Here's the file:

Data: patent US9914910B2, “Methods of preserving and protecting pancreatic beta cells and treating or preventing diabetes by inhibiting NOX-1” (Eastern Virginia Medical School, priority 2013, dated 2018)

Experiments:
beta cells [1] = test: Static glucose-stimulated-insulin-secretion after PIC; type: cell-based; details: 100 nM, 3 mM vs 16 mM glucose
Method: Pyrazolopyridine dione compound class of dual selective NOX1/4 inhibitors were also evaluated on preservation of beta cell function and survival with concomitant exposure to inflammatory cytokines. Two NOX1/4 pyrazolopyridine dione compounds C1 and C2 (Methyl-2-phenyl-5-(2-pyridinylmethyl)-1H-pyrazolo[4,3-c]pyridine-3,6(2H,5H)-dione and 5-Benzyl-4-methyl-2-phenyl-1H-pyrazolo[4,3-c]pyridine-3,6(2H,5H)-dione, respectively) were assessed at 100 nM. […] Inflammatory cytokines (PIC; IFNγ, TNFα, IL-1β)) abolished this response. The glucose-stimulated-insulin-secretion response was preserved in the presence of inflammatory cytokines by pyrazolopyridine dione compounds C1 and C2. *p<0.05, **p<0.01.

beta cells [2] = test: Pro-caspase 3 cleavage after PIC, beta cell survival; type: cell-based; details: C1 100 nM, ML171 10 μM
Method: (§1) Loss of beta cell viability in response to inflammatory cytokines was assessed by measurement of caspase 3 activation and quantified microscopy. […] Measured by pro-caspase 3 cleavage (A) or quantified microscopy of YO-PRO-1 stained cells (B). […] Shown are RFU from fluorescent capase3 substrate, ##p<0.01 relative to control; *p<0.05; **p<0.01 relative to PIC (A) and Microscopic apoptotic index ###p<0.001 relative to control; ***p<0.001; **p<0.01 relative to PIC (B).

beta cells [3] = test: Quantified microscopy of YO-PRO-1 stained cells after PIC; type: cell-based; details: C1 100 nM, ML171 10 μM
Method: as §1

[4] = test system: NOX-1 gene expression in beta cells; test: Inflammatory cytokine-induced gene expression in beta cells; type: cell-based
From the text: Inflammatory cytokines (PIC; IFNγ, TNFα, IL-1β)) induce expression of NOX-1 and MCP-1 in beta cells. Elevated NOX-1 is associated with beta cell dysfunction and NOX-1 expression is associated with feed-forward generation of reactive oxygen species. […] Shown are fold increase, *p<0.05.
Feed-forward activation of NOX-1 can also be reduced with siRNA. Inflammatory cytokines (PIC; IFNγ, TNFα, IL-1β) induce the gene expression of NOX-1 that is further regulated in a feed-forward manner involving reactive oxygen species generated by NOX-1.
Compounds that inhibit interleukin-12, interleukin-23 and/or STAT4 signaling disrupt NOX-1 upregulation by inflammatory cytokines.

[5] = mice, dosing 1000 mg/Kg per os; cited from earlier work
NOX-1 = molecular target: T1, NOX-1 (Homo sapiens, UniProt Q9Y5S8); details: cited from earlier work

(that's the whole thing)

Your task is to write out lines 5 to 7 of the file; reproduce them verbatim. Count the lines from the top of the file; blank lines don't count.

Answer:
beta cells [2] = test: Pro-caspase 3 cleavage after PIC, beta cell survival; type: cell-based; details: C1 100 nM, ML171 10 μM
Method: (§1) Loss of beta cell viability in response to inflammatory cytokines was assessed by measurement of caspase 3 activation and quantified microscopy. […] Measured by pro-caspase 3 cleavage (A) or quantified microscopy of YO-PRO-1 stained cells (B). […] Shown are RFU from fluorescent capase3 substrate, ##p<0.01 relative to control; *p<0.05; **p<0.01 relative to PIC (A) and Microscopic apoptotic index ###p<0.001 relative to control; ***p<0.001; **p<0.01 relative to PIC (B).

beta cells [3] = test: Quantified microscopy of YO-PRO-1 stained cells after PIC; type: cell-based; details: C1 100 nM, ML171 10 μM